Sub-project 2: The relationship between psychosocial stress at work, depression and cognitive impairment (Duke University).

The influence of psychosocial working conditions, cognitive performance impairments and age together with the potential mediator of burnout was examined with respect to the target variables of symptoms of depression and the ability to work. For this study, 402 nurses in a health care institution in the USA were examined each month over a period of one year. The present study therefore provides the basis for a cross-validation of the findings from the sub-projects completed in Germany.

The results confirm the role of burnout as a mediator between psychosocial working conditions and symptoms of depression. An increase in burnout was associated with a deterioration in the psychological as well as physical dimension of the ability to work, while symptoms of depression were only associated with the psychological dimension of the ability to work. No consistent interactions with cognitive performance were discovered. The only striking aspect was the connection between reduced response times and a higher incidence of burnout.

Older nurses exhibited a lower incidence of burnout and symptoms of depression; in addition, the influence of burnout on the ability to work was stronger among older employees. The results support the assumption of a domain of burnout which is independent of any symptoms of depression and potentially associated with limitations in the ability to work and cognitive performance.

Sub-project 3: Depression, work-related factors and the processing of information in the central nervous system (Leibniz Research Centre for Working Environment and Human Factors).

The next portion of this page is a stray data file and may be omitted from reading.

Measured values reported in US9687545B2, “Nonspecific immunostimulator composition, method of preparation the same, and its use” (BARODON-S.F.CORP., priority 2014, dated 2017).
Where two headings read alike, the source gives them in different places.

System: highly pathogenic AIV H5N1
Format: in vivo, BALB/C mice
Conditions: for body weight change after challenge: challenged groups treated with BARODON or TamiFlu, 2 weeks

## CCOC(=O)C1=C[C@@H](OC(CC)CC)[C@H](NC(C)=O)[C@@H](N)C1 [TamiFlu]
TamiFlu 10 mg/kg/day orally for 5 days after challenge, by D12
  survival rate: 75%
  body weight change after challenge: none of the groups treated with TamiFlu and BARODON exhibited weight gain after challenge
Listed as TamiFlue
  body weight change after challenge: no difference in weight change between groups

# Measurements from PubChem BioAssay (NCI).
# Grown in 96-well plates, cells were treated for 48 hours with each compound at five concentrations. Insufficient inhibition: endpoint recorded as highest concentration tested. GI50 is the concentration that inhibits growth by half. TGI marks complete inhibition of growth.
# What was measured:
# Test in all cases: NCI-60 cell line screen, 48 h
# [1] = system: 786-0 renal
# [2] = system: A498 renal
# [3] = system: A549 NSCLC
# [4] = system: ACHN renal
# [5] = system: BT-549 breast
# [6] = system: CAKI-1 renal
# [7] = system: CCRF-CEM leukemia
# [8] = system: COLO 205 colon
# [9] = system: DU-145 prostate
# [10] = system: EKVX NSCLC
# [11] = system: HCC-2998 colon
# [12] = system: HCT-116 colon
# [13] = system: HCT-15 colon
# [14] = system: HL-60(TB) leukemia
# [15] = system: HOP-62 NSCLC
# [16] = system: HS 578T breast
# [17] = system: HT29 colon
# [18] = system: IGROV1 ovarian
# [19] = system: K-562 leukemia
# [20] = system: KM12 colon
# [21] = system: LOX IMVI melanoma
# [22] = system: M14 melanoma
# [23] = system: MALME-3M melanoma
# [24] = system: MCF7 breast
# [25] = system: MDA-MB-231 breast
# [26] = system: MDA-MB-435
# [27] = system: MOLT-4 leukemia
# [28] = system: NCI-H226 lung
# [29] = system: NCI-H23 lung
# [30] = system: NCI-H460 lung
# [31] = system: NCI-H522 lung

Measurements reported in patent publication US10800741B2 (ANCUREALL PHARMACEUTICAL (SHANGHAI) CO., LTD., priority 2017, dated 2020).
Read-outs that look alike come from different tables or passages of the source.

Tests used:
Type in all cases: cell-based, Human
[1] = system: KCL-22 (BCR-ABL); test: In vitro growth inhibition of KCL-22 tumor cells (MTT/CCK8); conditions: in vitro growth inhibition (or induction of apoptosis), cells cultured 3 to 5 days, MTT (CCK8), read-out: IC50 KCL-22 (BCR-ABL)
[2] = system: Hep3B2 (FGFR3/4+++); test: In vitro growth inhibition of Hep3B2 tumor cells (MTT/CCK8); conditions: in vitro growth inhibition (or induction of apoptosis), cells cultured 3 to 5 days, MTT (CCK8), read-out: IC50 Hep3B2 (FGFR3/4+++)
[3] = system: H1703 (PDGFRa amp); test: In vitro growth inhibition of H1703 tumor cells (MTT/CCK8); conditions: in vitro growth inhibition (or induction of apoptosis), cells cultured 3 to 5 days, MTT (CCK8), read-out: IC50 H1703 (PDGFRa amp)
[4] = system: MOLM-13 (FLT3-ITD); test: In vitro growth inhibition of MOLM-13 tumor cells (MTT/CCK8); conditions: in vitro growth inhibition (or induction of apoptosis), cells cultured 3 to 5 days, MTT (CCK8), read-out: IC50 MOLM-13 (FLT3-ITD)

The study investigated the extent to which employed persons in occupations involving increased emotional stress who suffer from symptoms of depression or burnout differ from employed persons who do not have such symptoms in terms of psychosocial work-related stress, individual-related factors, the ability to work, cognitive performance and functional brain activity. The latter was examined with the support of event-correlated potentials (ECP) which can be extracted from an electroencephalogram (EEG).

Employed persons with symptoms of burnout or depression reported a reduced ability to work, a significantly weaker internal as well as stronger external locus of control, a lower balance of emotions and more psychosocial work-related stress than those without such symptoms. In the cognitive tests, with the exception of one particularly difficult task, there were no differences in performance between those who did or did not have such symptoms.

In the ECP, in comparison with employed persons without such symptoms, employed persons suffering from symptoms of depression demonstrated an acceleration of error handling and a slowdown of stimulus processing. Employed persons with symptoms of burnout demonstrated a weakening of their task preparation, an early error detection and delayed processing of negative feedback. Following target stimuli, the early stimulus processing was enhanced and subsequent cognitive functions were slightly impaired. The ECP results reveal both cognitive deficits and compensatory mechanisms in employed persons suffering from burnout which are not (yet) apparent in their behaviour.

The available findings can help to improve the diagnosis of symptoms of depression or burnout with the support of sophisticated performance tests and EEG-based methods.